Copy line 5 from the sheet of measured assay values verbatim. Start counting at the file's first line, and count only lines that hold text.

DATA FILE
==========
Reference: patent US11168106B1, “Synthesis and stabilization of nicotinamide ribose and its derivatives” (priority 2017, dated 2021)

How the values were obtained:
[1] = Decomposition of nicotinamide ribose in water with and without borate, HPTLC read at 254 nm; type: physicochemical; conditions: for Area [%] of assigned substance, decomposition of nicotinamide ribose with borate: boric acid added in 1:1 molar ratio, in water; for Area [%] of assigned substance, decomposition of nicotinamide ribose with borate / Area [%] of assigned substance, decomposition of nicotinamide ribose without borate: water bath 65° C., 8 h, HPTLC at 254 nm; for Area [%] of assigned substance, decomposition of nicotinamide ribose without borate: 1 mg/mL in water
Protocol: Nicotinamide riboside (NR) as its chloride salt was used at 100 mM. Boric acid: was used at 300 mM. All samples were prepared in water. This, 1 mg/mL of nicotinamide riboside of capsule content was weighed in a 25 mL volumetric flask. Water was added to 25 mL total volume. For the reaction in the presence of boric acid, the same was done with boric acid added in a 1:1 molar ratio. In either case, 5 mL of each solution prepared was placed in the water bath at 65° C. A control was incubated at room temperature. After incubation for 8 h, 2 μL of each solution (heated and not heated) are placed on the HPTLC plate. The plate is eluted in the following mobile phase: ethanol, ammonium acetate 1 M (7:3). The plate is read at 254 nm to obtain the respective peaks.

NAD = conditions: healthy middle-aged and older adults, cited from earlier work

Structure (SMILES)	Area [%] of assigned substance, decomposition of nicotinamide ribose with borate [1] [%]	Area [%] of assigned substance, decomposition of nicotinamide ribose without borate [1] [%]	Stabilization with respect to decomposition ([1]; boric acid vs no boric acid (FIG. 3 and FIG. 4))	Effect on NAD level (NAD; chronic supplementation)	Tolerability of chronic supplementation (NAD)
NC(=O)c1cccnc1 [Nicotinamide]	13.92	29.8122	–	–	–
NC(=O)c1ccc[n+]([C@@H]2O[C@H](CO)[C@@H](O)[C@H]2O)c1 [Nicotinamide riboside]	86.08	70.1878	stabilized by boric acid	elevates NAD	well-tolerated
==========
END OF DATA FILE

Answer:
NAD = conditions: healthy middle-aged and older adults, cited from earlier work